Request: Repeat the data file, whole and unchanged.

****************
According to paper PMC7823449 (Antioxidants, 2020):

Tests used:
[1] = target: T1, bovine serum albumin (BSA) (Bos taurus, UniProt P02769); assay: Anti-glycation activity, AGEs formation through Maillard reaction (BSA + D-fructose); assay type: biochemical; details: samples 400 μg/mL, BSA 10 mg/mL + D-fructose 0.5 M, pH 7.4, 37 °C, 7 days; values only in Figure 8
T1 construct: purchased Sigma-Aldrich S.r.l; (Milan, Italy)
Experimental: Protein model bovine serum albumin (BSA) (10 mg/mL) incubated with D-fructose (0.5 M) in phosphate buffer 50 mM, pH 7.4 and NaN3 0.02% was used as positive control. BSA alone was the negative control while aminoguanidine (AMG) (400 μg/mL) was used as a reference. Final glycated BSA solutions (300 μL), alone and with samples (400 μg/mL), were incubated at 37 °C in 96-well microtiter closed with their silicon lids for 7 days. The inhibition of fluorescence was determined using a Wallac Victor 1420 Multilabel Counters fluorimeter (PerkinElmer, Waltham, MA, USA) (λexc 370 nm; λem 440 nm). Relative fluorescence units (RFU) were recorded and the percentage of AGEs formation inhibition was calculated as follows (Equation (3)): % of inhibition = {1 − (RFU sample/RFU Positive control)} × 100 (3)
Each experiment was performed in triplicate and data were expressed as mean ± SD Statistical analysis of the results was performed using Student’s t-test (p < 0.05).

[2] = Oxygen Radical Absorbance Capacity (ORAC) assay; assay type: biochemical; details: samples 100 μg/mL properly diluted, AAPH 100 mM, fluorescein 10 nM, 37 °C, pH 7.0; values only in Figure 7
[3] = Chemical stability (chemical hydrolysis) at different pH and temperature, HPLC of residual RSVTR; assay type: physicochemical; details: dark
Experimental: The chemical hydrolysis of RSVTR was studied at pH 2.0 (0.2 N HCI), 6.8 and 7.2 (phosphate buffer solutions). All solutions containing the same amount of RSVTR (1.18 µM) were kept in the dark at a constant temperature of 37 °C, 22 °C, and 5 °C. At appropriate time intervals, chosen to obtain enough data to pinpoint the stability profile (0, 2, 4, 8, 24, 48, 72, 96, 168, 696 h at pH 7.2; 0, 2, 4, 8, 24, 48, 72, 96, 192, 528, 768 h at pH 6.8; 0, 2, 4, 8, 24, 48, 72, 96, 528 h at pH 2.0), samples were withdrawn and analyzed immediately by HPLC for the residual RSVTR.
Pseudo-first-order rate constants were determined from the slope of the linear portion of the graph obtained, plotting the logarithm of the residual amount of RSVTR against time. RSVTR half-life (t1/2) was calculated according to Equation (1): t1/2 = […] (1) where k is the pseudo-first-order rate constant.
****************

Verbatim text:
According to paper PMC7823449 (Antioxidants, 2020):

Tests used:
[1] = target: T1, bovine serum albumin (BSA) (Bos taurus, UniProt P02769); assay: Anti-glycation activity, AGEs formation through Maillard reaction (BSA + D-fructose); assay type: biochemical; details: samples 400 μg/mL, BSA 10 mg/mL + D-fructose 0.5 M, pH 7.4, 37 °C, 7 days; values only in Figure 8
T1 construct: purchased Sigma-Aldrich S.r.l; (Milan, Italy)
Experimental: Protein model bovine serum albumin (BSA) (10 mg/mL) incubated with D-fructose (0.5 M) in phosphate buffer 50 mM, pH 7.4 and NaN3 0.02% was used as positive control. BSA alone was the negative control while aminoguanidine (AMG) (400 μg/mL) was used as a reference. Final glycated BSA solutions (300 μL), alone and with samples (400 μg/mL), were incubated at 37 °C in 96-well microtiter closed with their silicon lids for 7 days. The inhibition of fluorescence was determined using a Wallac Victor 1420 Multilabel Counters fluorimeter (PerkinElmer, Waltham, MA, USA) (λexc 370 nm; λem 440 nm). Relative fluorescence units (RFU) were recorded and the percentage of AGEs formation inhibition was calculated as follows (Equation (3)): % of inhibition = {1 − (RFU sample/RFU Positive control)} × 100 (3)
Each experiment was performed in triplicate and data were expressed as mean ± SD Statistical analysis of the results was performed using Student’s t-test (p < 0.05).

[2] = Oxygen Radical Absorbance Capacity (ORAC) assay; assay type: biochemical; details: samples 100 μg/mL properly diluted, AAPH 100 mM, fluorescein 10 nM, 37 °C, pH 7.0; values only in Figure 7
[3] = Chemical stability (chemical hydrolysis) at different pH and temperature, HPLC of residual RSVTR; assay type: physicochemical; details: dark
Experimental: The chemical hydrolysis of RSVTR was studied at pH 2.0 (0.2 N HCI), 6.8 and 7.2 (phosphate buffer solutions). All solutions containing the same amount of RSVTR (1.18 µM) were kept in the dark at a constant temperature of 37 °C, 22 °C, and 5 °C. At appropriate time intervals, chosen to obtain enough data to pinpoint the stability profile (0, 2, 4, 8, 24, 48, 72, 96, 168, 696 h at pH 7.2; 0, 2, 4, 8, 24, 48, 72, 96, 192, 528, 768 h at pH 6.8; 0, 2, 4, 8, 24, 48, 72, 96, 528 h at pH 2.0), samples were withdrawn and analyzed immediately by HPLC for the residual RSVTR.
Pseudo-first-order rate constants were determined from the slope of the linear portion of the graph obtained, plotting the logarithm of the residual amount of RSVTR against time. RSVTR half-life (t1/2) was calculated according to Equation (1): t1/2 = […] (1) where k is the pseudo-first-order rate constant.